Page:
Luckily, it’s easy to tell if sourdough is indeed slow rise: Check the ingredients. If the sourdough bread contains yeast or enzymes, then it was not made with the slow rise method.

Traditional slow-rise sourdough requires just three main ingredients: flour, water, and salt. Instead of yeast, a “starter” causes the bread to rise. This happens when natural bacteria occurring in the air slowly ferments by consuming the FODMAPs and other carbohydrates in the flour. This produces gas, which creates the rise in the bread. 

Great news if you’ve been missing bread!

#6 You really do need to reintroduce FODMAPs by category

Like most of us, I spent a long time on the elimination phase of the FODMAP diet. Because I was feeling better, and seeing a reduction in my own symptoms, it felt really comfortable just to stay in that highly restricted zone. 

And yet it’s really important to test foods and reintroduce them—not just because it’s healthier to have more variety in your diet, but also because that’s the only way you’re going to know your personal FODMAP tolerance levels.

One thing I learned when I did finally reintroduce FODMAPs is that I have a pretty high tolerance for wheat. I can still eat my homemade pizza and croissants, and for me, that’s amazing. 

On the other hand, I used to love making sweet potato fries, but now I can only have a few bites. A bigger serving of sweet potato makes my stomach feel heavy and creates unpleasant symptoms the next day. And there’s no way I would’ve known that without reintroducing FODMAP categories one by one. 

You might be taking a risk with a certain food during this phase, but the knowledge you will gain will be priceless. 

#7 You won’t always feel deprived!

When we talk about diet changes, there is always this lingering worry, this fear of deprivation. 

And it makes sense: We’re taking away a lot of common foods that are in favorite dishes, at home and out in the world. It’s a huge adjustment, looking at food in this new way. 

Yes, it will absolutely feel like an adjustment. You’re definitely going to hate taking away some foods—but eventually, the feelings of being so healthy and feeling so much better and feeling empowered will begin to outweigh the difficulties.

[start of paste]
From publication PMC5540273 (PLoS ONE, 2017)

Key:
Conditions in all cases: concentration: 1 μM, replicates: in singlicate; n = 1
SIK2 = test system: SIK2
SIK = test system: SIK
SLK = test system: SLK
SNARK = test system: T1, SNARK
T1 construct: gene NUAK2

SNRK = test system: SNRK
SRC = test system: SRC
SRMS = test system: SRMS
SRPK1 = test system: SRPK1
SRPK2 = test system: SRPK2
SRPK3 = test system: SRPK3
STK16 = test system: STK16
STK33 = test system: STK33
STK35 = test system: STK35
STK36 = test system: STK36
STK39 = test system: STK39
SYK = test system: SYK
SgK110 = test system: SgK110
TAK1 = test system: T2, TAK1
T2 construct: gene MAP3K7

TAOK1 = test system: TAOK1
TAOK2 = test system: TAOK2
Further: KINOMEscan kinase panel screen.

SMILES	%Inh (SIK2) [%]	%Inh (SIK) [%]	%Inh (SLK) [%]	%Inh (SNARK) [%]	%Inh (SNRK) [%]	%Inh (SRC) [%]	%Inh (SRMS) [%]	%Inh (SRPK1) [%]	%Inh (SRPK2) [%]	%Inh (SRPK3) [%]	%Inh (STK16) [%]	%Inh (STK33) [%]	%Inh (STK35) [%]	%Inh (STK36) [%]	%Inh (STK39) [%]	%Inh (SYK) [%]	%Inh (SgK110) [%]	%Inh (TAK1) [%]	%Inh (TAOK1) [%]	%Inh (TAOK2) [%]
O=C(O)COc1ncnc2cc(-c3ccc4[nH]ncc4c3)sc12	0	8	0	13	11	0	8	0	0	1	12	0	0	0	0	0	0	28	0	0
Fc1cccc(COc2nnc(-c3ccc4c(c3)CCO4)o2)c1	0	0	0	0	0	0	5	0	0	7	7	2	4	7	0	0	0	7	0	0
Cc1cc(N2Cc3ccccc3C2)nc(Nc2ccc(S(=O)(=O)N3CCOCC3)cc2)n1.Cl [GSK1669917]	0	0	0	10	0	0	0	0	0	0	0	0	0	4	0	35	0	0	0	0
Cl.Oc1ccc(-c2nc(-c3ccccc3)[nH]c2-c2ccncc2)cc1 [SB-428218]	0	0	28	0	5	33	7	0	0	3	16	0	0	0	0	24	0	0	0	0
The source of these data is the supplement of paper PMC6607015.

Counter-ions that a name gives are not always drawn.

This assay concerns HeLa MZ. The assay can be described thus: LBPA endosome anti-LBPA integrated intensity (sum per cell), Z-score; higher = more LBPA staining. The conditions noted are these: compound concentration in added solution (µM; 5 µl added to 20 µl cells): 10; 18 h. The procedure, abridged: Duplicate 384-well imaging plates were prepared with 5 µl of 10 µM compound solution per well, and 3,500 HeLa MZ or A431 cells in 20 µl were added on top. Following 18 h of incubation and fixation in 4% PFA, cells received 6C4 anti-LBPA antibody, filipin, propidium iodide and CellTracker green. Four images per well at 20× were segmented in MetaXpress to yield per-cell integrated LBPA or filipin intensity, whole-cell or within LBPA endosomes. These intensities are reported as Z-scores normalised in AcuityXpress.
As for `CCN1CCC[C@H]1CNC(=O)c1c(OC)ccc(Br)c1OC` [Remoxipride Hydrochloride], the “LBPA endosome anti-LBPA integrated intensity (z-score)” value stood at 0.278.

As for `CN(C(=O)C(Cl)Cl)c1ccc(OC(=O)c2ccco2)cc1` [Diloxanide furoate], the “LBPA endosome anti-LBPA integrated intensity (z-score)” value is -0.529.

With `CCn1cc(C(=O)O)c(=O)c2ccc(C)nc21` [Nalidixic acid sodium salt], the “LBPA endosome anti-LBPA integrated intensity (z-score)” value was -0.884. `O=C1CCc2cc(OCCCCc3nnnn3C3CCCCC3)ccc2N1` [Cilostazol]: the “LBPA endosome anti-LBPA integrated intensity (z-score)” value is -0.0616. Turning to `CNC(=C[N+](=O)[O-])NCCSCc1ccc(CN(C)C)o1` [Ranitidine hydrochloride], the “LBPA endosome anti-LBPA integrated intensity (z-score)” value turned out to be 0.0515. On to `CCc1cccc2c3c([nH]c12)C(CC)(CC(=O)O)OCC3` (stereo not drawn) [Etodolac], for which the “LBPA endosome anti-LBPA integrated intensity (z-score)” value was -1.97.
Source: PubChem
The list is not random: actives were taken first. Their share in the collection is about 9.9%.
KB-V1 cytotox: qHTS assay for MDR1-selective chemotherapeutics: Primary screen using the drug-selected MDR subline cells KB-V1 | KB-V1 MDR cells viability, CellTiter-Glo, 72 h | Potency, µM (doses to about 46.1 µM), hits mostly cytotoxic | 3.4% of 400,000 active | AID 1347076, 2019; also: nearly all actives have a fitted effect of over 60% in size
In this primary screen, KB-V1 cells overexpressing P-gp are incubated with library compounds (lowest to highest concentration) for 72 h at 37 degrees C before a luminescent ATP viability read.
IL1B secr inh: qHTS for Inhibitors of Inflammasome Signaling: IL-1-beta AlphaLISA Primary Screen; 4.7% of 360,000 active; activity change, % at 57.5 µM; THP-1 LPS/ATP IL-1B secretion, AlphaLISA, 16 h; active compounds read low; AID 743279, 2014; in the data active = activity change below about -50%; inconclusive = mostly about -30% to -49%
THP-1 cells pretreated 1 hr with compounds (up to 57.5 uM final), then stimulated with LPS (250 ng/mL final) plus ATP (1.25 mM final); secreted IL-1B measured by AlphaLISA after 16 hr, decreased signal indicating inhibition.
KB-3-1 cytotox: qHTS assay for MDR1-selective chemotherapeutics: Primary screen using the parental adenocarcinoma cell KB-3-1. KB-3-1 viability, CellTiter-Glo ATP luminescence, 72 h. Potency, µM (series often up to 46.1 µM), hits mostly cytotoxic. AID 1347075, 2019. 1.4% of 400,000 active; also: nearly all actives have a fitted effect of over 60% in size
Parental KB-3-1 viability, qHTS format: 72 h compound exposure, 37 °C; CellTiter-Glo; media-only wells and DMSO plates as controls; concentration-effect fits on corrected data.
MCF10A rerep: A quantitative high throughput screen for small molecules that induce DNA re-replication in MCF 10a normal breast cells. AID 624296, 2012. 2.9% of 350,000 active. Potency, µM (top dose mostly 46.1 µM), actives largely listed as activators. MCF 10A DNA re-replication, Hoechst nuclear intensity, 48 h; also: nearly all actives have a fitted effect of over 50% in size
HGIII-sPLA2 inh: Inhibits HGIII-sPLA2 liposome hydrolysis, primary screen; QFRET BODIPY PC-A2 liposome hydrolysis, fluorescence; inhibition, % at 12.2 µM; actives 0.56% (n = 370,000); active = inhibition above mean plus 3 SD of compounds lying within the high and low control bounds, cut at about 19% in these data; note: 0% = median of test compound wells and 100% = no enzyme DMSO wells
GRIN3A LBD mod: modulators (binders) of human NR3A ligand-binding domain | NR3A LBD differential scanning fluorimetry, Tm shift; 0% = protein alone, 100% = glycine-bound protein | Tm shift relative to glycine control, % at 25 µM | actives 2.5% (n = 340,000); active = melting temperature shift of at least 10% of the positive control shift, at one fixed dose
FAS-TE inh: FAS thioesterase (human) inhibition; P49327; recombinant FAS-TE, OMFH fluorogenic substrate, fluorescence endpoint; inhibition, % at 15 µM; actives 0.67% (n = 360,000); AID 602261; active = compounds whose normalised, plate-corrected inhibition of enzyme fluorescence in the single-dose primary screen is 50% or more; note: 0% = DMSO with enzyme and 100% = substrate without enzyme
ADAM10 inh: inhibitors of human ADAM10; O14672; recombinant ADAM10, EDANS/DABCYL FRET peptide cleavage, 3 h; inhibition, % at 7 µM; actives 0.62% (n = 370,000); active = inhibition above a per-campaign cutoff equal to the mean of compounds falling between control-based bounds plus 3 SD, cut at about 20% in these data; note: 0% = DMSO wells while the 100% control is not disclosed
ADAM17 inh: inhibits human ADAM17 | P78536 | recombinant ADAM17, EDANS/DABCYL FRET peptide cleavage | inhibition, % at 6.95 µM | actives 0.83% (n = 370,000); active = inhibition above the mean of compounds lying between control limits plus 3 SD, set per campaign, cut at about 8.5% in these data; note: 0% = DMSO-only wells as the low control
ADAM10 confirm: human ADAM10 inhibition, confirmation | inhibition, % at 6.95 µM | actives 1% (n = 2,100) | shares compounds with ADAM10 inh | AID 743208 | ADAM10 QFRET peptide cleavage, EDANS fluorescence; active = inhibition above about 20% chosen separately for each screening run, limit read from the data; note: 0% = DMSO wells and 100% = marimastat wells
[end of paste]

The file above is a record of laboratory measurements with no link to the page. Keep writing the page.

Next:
You may still experience IBS symptoms. That’s totally normal. But overall, you will feel so much better, because you’ll finally have control over how your body feels. 

And those are my top seven items I wish I’d known before starting the FODMAP diet!

They’re definitely truths for me, and ones I hear from my clients as well. I hope that they can empower you to begin your FODMAP journey.

If you're in that place of overwhelm...

sign up for our Free 7-Day Calm Belly Challenge. This mini course helps you set the foundation you need to succeed on FODMAP.

Because you deserve to have a calm belly too!

5 Surprising Ways to Improve Digestive Health (Right now!) on the FODMAP Diet

5 Surprising Ways to Improve Digestive Health (Right now!) on the FODMAP Diet

You might know about taking high-FODMAP foods out of your diet, but did you know there are strategies you can use to improve digestive health even MORE? Learn the top 5 surprising ways you can calm your belly FAST and feel better than before.

How to Manage Holiday Eating (& beat stress) on the FODMAP Diet

Learn 5 tips for holiday eating on the fodmap diet, and 3 ways to manage stress. Keeping your IBS in check while enjoying Christmas and Hanukah celebrations is possible! Click through to read more! #fodmap #IBS